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Nutrition & Feed products
High fish feed prices force Ghanaian fish farmers to close business
March 16, 2023 By Bob Atwiine
Fish farmers in Ghana have been forced to close business due to skyrocketing cost of fish feeds on the market.
According to fish farmers, the cost of fish feed has gone up by about 200 per cent across the country which has rendered the business profitless.
David Appah, director in one of the companies dealing in fish farming and aquaculture extension services in the Greater Accra region, told Hatchery International that there has been rapid increase in the price of feed where a bag of 15kg feed was sold at 90-100 Ghanaian Cedis (US$7.23 -8.03) in 2020, but currently the same bag is now sold at 300-500 Cedis (US$24.10-40.16) in 2023.
Appah says that many fish farms are closing down as a result of the high cost of production. This is equally leading to job losses in the aquaculture industry.
“The rapid increase in price has affected many small scale farmers and even bigger farms. Most farms have paused or stopped production. Also the price of fish keeps falling even though the cost of production is high making most farms unable to profit. Sometimes the best option is to break,” says Mr Appah.
Again, the rising cost of ingredients such as maize and soya beans have resulted in the sector relying heavily on imports to produce feed for their fishes.
“Most of these feed producers are foreigners. For them, they want to make 100 per cent profit. Some of us can equally produce good feed like them but we lack the resources and the raw materials are also expensive,” he adds.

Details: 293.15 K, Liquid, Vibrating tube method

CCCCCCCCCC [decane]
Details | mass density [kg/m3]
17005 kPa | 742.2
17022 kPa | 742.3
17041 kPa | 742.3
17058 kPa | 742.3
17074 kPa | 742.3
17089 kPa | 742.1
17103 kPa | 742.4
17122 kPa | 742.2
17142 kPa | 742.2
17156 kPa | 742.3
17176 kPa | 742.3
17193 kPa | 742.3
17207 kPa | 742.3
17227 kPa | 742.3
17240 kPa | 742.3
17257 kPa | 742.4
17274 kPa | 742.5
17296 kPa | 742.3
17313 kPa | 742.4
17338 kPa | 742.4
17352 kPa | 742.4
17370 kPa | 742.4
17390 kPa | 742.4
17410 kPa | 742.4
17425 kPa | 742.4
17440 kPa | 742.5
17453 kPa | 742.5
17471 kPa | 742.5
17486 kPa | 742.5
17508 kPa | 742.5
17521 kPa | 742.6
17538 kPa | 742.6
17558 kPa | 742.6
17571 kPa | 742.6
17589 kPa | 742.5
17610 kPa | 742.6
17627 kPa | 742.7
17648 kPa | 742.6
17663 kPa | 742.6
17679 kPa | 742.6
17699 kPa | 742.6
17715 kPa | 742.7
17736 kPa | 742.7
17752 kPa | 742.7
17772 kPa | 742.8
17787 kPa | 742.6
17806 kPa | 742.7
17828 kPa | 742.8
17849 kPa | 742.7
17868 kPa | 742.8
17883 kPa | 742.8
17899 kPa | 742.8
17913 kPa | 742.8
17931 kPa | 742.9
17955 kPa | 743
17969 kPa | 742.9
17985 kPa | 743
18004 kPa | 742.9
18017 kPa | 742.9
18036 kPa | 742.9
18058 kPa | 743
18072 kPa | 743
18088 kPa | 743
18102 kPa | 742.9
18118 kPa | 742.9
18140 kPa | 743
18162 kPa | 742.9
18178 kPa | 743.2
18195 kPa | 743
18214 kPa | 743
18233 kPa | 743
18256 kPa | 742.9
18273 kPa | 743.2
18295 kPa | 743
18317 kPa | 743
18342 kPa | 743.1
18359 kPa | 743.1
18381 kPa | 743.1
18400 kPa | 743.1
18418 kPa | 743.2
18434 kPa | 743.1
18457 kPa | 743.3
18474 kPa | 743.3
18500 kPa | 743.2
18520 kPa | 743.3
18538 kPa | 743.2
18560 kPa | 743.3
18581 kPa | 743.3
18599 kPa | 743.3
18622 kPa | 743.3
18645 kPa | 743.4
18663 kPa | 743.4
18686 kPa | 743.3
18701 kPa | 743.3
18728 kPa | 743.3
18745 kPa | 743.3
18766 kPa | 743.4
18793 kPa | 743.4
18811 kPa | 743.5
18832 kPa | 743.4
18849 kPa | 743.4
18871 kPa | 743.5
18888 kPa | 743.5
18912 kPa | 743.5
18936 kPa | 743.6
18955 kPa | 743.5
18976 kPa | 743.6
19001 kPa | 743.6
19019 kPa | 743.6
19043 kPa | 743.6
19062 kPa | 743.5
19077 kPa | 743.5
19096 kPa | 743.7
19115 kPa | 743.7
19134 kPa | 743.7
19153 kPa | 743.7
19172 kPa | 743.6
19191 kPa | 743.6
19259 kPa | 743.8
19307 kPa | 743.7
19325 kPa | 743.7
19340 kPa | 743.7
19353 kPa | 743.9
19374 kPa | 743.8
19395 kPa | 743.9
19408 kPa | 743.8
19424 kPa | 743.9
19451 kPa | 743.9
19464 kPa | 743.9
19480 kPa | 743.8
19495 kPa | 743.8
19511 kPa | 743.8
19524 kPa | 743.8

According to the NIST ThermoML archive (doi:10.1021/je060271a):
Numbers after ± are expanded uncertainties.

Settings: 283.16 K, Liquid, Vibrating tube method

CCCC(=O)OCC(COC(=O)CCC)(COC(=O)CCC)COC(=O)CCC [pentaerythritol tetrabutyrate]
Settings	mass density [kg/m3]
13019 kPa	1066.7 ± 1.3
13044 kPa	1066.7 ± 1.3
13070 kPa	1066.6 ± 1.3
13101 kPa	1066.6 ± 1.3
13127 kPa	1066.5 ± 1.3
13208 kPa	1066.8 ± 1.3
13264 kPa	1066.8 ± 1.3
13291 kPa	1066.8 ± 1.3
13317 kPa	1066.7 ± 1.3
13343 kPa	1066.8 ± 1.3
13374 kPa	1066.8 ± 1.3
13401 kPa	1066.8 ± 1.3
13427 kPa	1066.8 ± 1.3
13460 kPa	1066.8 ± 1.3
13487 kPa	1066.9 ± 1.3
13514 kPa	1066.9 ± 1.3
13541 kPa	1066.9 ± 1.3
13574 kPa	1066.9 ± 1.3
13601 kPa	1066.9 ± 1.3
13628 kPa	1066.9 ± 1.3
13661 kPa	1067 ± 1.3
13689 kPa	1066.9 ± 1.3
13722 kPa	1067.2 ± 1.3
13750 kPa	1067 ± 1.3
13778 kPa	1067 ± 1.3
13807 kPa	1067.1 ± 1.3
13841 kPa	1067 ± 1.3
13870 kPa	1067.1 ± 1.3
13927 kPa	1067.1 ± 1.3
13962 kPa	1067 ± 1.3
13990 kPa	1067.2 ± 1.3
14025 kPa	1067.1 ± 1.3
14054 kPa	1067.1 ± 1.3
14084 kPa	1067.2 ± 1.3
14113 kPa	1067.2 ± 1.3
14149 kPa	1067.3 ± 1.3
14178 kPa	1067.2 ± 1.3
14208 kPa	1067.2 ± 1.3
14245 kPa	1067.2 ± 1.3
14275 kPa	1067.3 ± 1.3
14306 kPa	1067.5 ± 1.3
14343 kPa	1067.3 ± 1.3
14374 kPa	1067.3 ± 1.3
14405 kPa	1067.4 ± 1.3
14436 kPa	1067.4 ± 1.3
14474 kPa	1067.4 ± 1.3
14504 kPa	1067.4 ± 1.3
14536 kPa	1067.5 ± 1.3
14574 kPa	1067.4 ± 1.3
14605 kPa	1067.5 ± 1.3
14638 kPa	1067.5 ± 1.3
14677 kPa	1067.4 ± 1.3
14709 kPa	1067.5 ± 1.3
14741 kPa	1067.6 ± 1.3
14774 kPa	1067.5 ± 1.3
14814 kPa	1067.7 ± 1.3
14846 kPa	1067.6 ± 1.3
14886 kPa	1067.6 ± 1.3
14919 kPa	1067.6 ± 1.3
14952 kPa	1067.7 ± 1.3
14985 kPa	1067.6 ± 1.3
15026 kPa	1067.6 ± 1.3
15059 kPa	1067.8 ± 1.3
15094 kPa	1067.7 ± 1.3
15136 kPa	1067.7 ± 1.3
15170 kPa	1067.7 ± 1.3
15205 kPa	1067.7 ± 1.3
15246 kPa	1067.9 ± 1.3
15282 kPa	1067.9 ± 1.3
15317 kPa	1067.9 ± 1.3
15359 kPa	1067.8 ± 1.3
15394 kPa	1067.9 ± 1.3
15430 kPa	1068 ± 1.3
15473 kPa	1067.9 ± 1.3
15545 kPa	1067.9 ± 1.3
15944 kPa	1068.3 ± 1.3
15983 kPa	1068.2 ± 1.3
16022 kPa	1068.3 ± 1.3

He blames government for failure to intervene and arrest the situation adding that that it only targets on getting a percentage from the big companies producing feed and neglecting local fish farmers.
“Our farm has been on a break for some time now. We are trying to restructure the whole production system to meet our profit margin, currently we are just training and assisting farmers who will want to venture into fish farming. From production to marketing,” he says.
He wants the government of Ghana to intervene and regulate the prices of feed and if possible subsidise it for local fish farmers.
Asked on the state of the aquaculture industry in the West African country, Appah noted that the government line ministry is unable to provide a detailed description of the situation it because of lack of national data about the industry.
To arrest the situation, the Chamber of Aquaculture Ghana a professional and non-profit organization was recently lunched and has been trying to collect national data of all aquaculture industry stake holders.
The organization also calls on the government to consider tax waivers and research to enable players in the sector to discover new ingredients for fish feed production, among others.
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